Maharashtra Board Class 12 Biology Chapter 3- Inheritance and Variation

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Q. 1 Multiple choice questions. 
1. Phenotypic ratio of incomplete 
dominance in Mirabilis jalapa.
a. 2 : 1 : 1
b. 1 : 2 : 1 
c. 3 : 1
d. 2 : 2

2. In dihybrid cross, F2 generation offsprings show four different phenotypes while the genotypes are ................
a. six
b. nine
c. eight
d. sixteen

3. A cross between an individual with 
unknown genotype for a trait with 
recessive plant for that trait is .............. 
a. back cross
b. reciprocal cross
c. monohybrid cross
d. test cross

4. When phenotypic and genotypic ratios 
are the same, then it is an example of 
 a. incomplete dominance
 b. complete dominance
 c. Multiple alleles
 d. cytoplasmic inheritance

5. If the centromere is situated near the end of the chromosome, the chromosome is called ................
a. Metacentric
b. Acrocentric
c. Sub-Metacentric
d. Telocentric

6. Chromosomal theory of inheritance was proposed by ................
 a. Sutton and Boveri
 b. Watson and Crick
 c. Miller and Urey
 d. Oparin and Halden

7. If the genes are located in a chromosome as p-q-r-s-t, which of the following gene pairs will have least probability of being inherited together?
a. p and q
b. r and s
c. s and t
d. p and s
Answer - ------------

8. Find the mis match pair :- 
 a. Down’s syndrome = 44 + XY
 b. Turner’s syndrome = 44 + XO
 c. Klinefelter syndrome = 44 + XXY
 d. Super female = 44 + XXX

9. A colourblind man marries a woman, 
who is homozygous for normal colour 
vision ,the probability of their son being 
colourblind is – 
a. 0%
b. 25%
c. 50%
d. 100%

Q. 2 Very Short Answer Questions.

1. Explain the statements :
a. Test cross is back cross but back cross is not necessarily a test cross.
Answer : Testcross is a crossing of a F1 hybrid with one of its recessive parent or individual with similar genetic makeup.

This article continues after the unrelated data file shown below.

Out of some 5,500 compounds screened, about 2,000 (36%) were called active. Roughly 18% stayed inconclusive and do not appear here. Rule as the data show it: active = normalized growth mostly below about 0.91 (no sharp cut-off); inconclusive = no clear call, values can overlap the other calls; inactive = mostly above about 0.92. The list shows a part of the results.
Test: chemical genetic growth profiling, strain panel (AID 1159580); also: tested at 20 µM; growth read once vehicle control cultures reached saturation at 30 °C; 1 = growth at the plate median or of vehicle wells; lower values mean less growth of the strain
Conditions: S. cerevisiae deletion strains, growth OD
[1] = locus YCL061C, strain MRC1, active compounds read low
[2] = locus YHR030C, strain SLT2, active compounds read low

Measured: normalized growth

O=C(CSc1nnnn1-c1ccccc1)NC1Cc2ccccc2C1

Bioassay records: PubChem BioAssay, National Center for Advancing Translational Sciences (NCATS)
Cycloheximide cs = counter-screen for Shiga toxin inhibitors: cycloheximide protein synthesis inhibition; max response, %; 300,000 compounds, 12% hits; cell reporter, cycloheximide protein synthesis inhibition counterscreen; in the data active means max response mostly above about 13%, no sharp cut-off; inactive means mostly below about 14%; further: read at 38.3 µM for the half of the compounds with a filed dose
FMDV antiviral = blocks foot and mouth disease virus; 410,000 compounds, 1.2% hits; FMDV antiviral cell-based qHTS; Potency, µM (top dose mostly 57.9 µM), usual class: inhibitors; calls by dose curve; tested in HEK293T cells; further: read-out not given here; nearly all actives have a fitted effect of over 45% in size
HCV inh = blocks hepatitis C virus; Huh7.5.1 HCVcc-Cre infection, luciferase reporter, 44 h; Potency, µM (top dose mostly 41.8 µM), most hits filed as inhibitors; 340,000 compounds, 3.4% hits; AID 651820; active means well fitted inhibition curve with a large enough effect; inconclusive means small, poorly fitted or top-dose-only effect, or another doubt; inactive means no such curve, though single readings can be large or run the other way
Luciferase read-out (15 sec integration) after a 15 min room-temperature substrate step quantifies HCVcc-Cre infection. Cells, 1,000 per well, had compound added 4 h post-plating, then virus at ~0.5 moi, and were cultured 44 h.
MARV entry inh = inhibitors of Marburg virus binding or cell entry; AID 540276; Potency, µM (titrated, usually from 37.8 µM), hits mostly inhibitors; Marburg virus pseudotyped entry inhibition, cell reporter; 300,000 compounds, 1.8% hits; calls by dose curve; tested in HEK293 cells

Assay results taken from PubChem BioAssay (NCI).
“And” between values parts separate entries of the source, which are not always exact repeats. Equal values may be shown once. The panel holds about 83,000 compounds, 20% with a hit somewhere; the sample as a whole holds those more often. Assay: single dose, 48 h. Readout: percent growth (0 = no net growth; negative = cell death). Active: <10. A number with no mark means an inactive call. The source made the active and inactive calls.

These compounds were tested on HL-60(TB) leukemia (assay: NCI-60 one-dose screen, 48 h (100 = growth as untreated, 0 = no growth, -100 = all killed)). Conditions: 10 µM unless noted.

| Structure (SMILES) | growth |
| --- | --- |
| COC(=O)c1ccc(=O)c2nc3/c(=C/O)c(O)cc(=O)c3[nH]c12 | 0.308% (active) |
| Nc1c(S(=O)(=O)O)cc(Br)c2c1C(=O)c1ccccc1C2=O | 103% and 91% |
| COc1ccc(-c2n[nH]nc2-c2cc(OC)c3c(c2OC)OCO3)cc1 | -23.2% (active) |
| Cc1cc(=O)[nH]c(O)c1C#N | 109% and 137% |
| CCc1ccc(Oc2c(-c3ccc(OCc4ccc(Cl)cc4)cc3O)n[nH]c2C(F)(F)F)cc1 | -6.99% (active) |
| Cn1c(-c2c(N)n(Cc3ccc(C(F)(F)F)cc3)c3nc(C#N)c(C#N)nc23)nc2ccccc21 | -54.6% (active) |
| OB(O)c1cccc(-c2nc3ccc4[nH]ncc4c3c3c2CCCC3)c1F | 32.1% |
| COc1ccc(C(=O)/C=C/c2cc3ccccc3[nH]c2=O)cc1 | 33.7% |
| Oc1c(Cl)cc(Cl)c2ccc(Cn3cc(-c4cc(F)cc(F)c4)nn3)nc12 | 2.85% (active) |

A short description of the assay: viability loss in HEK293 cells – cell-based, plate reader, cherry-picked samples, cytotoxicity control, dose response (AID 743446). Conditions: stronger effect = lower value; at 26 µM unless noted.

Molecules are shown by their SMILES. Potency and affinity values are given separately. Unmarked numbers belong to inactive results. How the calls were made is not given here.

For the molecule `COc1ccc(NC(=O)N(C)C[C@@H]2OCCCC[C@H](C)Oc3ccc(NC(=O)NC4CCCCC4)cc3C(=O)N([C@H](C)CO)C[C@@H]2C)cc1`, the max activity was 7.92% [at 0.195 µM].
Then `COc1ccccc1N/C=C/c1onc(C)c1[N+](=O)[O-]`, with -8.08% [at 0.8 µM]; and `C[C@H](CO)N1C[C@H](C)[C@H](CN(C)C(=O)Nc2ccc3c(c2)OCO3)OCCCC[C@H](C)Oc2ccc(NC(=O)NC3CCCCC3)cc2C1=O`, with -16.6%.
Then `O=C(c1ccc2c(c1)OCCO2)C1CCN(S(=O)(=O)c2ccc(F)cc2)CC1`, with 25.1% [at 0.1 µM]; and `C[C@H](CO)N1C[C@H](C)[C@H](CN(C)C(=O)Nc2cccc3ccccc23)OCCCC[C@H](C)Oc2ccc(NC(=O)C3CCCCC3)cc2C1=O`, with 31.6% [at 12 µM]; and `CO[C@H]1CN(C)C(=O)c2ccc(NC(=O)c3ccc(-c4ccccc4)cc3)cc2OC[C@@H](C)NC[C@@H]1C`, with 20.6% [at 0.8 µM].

- Backcross is a crossing of a hybrid with one of its parents or individual with similar genetic makeup.
- If back cross involves crossing of F1 generation with recessive parent, it's also a test cross.
- But if back cross involves crossing of F1 generation with dominant parent, it's not a test cross.
- Therefore, test cross is a backcross but back cross is not necessarily a test cross.

b. Law of dominance is not universal.
Answer :  The allele that expresses itself in offspring is called dominant allele while the allele that is suppressed by dominant allele is called recessive allele. However, this law is not universally applicable because there are some cases where neither of the two alleles is completely dominant over the other.

2. Define the following terms :

a. Dihybrid cross : Dihybrid cross is the cross between two different genes that differ in two observed traits.

b. Homozygous : An individual possessing identical allels for a particular trait, is called homozygous or pure for that trait.

c. Heterozygous : An individual possessing contrasting alleles for a particular trait, is called heterozygous.

d. Test cross : The cross of F1 hybrid with the homozygous recessive parent is known as a test cross.

3. What is allosome?
Answer : Sex chromosomes, also called allosomes, are the chromosomes that contain the genes that determine biological sex.

4. What is crossing over?
Answer : Crossing over is a process that produces new combinations (recombinations) of genes by interchanging and exhanging of corresponding segments between non-sister chromatids of homologous chromosomes.

5. Give one example of autosomal recessive disorder.
Answer : Examples of autosomal recessive disorders include cystic fibrosis, sickle cell anemia, and Tay Sachs disease.

6. What are X-linked genes?
Answer : The inheritance of X sex linked genes from parents to their offsprings, is called X linked inheritance. The X linked genes are located on non homologous region of X chromosome and these gene do not have corresponding alleles on Y chromosome.

7. What are holandric traits?
Answer : The genes that are carried on the Y chromosome are called holandric genes. Holandric genes can only be passed by males onto their sons; they code for 'maleness' but sometimes cause rare conditions like hypertrichosis pinnae and color blindness.

8. Give an example of chromosomal disorder caused due to non-disjunction of autosomes.
Answer : Down's syndrome is caused due to the trisomy of 21 chromosome which is an autosome. It is mainly caused due to the non-disjunction of the autosomes.